View Ocelot's profile

Ocelot

1470 posts in 2099 days


#3 posted 11-22-2015 08:32 AM

Do you have any pictures of the actual cutting part?

View kaerlighedsbamsen's profile

kaerlighedsbamsen

1177 posts in 1174 days


#4 posted 11-22-2015 09:36 AM

Lovely, lovely plane!
Newer heard about that specifc use of a plane. Does it actually work to avoid the saw from wandering when resawing boards?

-- "Do or Do not. There is no try." - Yoda

View theoldfart's profile

theoldfart

8077 posts in 1912 days


#5 posted 11-22-2015 01:16 PM

Really well done and welcome to LJ,s

-- "With every tool obtained, there is another that is needed" DonW ( Kevin )

View RenaissanceMan's profile

RenaissanceMan

12 posts in 378 days


#6 posted 11-22-2015 01:35 PM

I made some pictures during the build that show more detail, I will try to do a blog this week about it, thanks for the interest.


Do you have any pictures of the actual cutting part?

- Ocelot


View RenaissanceMan's profile

RenaissanceMan

12 posts in 378 days


#7 posted 11-22-2015 01:37 PM

Well it did so far when I tested it in a piece of scrap. I’m not planning on resawing wide boards (over 10”) but for anything less than that I’m hoping it will work fine, I’ll keep you posted :)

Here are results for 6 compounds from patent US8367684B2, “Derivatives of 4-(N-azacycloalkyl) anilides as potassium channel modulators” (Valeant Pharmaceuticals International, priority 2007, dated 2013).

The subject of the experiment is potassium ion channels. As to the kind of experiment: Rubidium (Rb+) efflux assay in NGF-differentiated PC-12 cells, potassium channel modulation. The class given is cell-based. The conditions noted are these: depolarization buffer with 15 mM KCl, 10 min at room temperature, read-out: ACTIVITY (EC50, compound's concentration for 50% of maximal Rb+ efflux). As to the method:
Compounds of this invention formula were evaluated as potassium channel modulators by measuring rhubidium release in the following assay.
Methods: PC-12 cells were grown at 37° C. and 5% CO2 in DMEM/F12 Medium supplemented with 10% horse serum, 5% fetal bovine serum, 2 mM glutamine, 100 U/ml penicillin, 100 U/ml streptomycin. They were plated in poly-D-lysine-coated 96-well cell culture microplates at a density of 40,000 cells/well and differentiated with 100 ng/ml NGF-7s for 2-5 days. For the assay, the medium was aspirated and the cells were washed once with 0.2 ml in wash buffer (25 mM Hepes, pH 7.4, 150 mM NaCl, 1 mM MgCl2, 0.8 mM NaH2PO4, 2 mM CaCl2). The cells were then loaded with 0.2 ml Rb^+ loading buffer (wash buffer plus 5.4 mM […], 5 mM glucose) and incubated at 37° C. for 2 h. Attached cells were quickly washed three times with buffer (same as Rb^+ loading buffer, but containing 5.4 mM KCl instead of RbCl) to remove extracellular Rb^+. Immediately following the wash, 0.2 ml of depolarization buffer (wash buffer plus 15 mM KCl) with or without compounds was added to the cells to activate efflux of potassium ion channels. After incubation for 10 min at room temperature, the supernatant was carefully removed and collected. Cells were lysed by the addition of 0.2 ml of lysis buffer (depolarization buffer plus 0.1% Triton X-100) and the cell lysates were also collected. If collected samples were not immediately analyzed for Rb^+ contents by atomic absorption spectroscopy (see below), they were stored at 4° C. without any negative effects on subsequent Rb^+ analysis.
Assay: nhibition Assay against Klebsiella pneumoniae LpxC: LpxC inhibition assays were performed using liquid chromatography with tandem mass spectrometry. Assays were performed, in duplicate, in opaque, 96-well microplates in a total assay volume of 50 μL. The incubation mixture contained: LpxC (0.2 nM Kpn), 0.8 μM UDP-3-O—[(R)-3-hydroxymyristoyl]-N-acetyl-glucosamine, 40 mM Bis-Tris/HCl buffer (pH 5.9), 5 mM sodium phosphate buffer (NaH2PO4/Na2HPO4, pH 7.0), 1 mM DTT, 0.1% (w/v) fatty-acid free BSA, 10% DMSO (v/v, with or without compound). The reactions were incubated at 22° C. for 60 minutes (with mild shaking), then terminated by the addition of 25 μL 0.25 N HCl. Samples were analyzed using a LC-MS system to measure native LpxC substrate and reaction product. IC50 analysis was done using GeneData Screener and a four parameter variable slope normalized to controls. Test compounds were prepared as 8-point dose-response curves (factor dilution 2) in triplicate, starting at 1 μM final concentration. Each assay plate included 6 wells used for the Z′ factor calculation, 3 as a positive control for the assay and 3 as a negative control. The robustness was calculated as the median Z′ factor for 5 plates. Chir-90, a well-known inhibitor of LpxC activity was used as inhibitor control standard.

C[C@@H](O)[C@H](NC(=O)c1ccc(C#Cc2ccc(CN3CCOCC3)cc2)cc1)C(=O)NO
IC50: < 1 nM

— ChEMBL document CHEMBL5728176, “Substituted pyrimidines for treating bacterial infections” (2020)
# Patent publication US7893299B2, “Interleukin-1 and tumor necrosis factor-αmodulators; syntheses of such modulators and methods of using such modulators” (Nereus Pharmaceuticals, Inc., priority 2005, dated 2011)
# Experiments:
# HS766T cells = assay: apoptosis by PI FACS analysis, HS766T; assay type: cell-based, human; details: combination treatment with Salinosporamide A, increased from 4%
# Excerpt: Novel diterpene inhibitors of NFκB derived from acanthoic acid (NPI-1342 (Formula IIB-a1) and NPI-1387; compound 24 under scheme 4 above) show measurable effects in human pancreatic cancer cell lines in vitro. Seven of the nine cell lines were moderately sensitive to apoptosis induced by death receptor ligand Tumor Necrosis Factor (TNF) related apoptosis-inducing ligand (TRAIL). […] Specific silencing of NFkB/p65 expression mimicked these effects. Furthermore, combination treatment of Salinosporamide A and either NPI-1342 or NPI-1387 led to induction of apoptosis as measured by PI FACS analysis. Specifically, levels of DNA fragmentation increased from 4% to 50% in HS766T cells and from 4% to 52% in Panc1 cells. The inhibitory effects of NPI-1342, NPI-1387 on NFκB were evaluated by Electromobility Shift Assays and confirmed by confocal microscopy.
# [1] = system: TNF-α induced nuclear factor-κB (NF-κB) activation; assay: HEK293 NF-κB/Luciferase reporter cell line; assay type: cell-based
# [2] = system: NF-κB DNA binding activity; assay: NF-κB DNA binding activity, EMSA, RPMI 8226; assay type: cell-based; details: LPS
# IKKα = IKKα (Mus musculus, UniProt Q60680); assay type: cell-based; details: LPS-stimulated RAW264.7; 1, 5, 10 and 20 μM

Lovely, lovely plane!
Newer heard about that specifc use of a plane. Does it actually work to avoid the saw from wandering when resawing boards?

- kaerlighedsbamsen


View Brad's profile

Brad

1129 posts in 2201 days


#8 posted 11-22-2015 03:46 PM

RM, how does the thumbscrew work to secure the fence and prevent movement during use? I’m intrigued by this mechanical means to hold the fence in place.

-- "People's lives are their own rewards or punishments."

View BurlyBob's profile

BurlyBob

3652 posts in 1726 days


#9 posted 11-22-2015 05:06 PM

That is a fine looking plane. A real quality looking piece.

View RenaissanceMan's profile

RenaissanceMan

12 posts in 378 days


#10 posted 11-22-2015 05:20 PM

Hi Brad, the fence actually consists of two parts (upper and lower) connected by the thumb screw. When the screw is turned, it locks both pieces of the fence on the brass rods, thereby fixing it in place. I’m assuming that larger rods (diameter-wise) will provide an even more stable locking mechanism (due to increased surface and accompanying resistance) but so far I’ve had no trouble with slipping.